Case history

Case history #1

A previously healthy 32-year-old Egyptian woman who raises backyard chickens acutely develops overwhelming fatigue and a temperature of >38.8°C (102°F) for 2 days. She has a new cough, bloody sputum production, dyspnoea, and pleuritic chest pain. She has vague abdominal pain, as well as some watery diarrhoea. Her respiratory status declines over the following 2 days, prompting her family to bring her to hospital. A chest radiograph shows multi-lobar consolidation. Her lymphocyte and platelet counts are low, and her AST and ALT are high. No family members have been sick. They report that many poultry are sick or have died in the area recently, and the patient recently prepared and ate ill-appearing chickens.

Case history #2

A 55-year-old Vietnamese-American man with hypertension develops progressive fever, productive cough, and shortness of breath soon after returning to the US in the winter from Southeast Asia. He had spent the prior 3 months in a rural area of Vietnam. His family reports that there were widespread deaths among poultry in the village where he had stayed. He had handled backyard poultry that had died 5 days before the onset of his symptoms, and he recently purchased live chickens and ducks at a live poultry market. He is tachypnoeic, has an oxygen saturation of 90%, and has decreased breath sounds on the posterior base of his left lung. A chest radiograph demonstrates left lower lobe consolidation. Laboratory findings include leukocytosis, anaemia, thrombocytosis, and hypoxaemia.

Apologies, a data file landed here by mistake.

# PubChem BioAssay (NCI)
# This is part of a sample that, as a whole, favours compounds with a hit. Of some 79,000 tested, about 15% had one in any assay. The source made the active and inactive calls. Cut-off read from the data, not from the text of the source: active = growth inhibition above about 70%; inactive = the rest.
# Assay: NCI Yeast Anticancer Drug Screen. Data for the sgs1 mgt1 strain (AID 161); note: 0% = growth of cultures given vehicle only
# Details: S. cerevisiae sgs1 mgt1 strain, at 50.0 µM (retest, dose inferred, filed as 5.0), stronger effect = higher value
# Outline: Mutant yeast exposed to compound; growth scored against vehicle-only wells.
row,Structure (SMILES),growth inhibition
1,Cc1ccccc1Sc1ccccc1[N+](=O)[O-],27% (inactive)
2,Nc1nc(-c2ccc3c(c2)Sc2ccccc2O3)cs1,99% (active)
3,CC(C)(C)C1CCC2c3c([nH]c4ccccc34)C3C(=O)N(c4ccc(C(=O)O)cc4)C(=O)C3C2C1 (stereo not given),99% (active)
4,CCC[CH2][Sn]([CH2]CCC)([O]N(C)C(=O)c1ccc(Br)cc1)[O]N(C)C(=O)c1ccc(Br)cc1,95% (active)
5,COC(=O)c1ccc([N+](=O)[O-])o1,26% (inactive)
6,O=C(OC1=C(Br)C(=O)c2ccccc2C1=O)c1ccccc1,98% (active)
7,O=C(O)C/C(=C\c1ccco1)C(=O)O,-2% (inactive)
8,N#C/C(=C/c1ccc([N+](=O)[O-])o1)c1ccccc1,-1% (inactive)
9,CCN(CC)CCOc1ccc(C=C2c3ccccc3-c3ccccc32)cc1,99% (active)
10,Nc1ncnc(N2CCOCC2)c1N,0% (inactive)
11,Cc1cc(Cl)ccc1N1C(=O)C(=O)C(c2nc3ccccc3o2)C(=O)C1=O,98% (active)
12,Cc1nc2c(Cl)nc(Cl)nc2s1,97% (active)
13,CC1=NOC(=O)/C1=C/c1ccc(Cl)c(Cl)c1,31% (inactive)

Other presentations

Early illness is manifested by signs and symptoms consistent with a febrile upper respiratory tract infection. Clinical progression to severe lower respiratory tract disease typically occurs in patients at about days 3 to 6. [18] Multi-organ failure may occur.[19] Encephalitis and meningoencephalitis have been reported.[20][21] Clinically mild disease (fever and symptoms of upper respiratory tract infection) has been documented, especially in children in Egypt presenting for care early, and in other countries.[22][23][24] At admission, most patients have fever and clinical findings similar to those of severe community-acquired pneumonia.[25]

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